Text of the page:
Since then, we've expanded these efforts beyond Europe.
Today, over 100 publishers in more than 25 countries use Player for Publishers.
As part of the launch of GNI in March, we announced funding to support the future of news. Today we are committing $25M to a YouTube-specific investment:
1/ Expertise. We’re establishing a working group with news organizations and experts from around the world to help us develop new product features, improve the news experience on YouTube, and tackle emerging challenges. News organizations including Vox Media, Jovem Pan, and India Today are early members of the working group. We’re looking forward to having more join as we convene the group in the coming weeks.
2/ Innovation Funding. We will provide funding across approximately 20 global markets to support news organizations in building sustainable video operations. Provided on an application basis to news organizations of all types, these grants will enable our partners to build key capabilities, train staff on video best practices, enhance production facilities and develop formats optimized for online video.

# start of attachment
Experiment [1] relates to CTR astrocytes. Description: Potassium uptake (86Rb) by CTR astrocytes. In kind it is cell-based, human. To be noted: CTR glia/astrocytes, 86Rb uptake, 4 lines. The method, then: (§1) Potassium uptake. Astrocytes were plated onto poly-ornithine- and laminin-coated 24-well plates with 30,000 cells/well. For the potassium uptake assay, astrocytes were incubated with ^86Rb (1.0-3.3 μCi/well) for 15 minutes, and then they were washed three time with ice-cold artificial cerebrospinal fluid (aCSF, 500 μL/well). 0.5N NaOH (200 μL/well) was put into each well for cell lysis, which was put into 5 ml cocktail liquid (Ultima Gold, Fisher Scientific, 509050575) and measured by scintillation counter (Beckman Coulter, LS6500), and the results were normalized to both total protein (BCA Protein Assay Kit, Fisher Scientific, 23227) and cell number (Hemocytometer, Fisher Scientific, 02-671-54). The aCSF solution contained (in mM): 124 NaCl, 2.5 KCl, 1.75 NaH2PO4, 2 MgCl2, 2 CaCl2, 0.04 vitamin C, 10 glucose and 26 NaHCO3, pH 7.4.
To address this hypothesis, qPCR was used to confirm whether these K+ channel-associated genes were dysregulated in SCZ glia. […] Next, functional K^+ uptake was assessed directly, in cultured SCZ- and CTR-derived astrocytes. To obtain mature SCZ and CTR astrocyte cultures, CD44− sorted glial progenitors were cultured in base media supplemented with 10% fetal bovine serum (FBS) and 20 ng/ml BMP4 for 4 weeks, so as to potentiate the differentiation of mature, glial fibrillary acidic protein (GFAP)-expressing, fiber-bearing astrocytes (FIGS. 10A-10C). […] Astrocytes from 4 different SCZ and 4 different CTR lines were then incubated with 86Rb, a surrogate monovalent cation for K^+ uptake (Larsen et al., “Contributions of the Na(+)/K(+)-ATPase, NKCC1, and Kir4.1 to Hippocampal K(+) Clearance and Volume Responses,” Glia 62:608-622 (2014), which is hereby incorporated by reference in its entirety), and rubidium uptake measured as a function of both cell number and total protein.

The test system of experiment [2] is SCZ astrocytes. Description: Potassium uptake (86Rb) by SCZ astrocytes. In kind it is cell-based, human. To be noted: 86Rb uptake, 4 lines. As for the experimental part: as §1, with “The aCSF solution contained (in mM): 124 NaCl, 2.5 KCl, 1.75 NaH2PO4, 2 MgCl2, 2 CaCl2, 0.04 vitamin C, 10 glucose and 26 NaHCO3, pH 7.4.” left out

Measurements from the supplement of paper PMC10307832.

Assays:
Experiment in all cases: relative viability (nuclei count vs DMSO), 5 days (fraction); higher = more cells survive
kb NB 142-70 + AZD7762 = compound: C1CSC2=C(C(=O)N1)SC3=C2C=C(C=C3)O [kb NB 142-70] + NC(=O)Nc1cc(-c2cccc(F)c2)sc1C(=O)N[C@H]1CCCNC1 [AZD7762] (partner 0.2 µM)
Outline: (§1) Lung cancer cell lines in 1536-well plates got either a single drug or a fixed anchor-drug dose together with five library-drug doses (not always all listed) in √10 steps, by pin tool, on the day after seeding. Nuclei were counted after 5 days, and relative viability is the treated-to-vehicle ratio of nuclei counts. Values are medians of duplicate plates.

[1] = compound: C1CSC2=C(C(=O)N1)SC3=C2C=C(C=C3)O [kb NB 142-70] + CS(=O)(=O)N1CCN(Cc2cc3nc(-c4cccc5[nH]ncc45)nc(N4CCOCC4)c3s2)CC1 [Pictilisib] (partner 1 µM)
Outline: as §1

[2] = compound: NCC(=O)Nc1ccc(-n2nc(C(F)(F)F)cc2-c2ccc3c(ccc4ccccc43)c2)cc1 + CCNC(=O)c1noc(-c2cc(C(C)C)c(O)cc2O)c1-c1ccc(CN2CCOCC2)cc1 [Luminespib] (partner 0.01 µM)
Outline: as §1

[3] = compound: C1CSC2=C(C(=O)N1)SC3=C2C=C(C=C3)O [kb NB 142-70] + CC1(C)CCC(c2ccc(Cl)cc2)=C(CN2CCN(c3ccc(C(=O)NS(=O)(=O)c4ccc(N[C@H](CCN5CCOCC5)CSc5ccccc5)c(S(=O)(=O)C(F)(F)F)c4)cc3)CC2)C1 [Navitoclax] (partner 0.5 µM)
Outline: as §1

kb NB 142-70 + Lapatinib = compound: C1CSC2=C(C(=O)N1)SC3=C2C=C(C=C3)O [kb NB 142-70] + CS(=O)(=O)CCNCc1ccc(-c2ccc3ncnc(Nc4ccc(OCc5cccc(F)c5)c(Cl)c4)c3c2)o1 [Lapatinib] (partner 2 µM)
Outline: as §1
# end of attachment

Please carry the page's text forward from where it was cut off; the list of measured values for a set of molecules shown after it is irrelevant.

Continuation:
3/ Support. We’re significantly expanding our team focused on supporting news publishers. These specialists will be based around the world and support partners with training and best practices in formats, audience development, day-to-day platform operations, and sophisticated technical integrations.
Making authoritative sources readily accessible
Authoritativeness is essential to viewers, especially during fast-moving, breaking news events, so we’ve been investing in new product features to prominently surface authoritative sources:
Providing more sources and context on breaking news
After a breaking news event, it takes time to verify, produce and publish high-quality videos. Journalists often write articles first to break the news rather than produce videos. That’s why in the coming weeks in the U.S. we will start providing a short preview of news articles in search results on YouTube that link to the full article during the initial hours of a major news event, along with a reminder that breaking and developing news can rapidly change.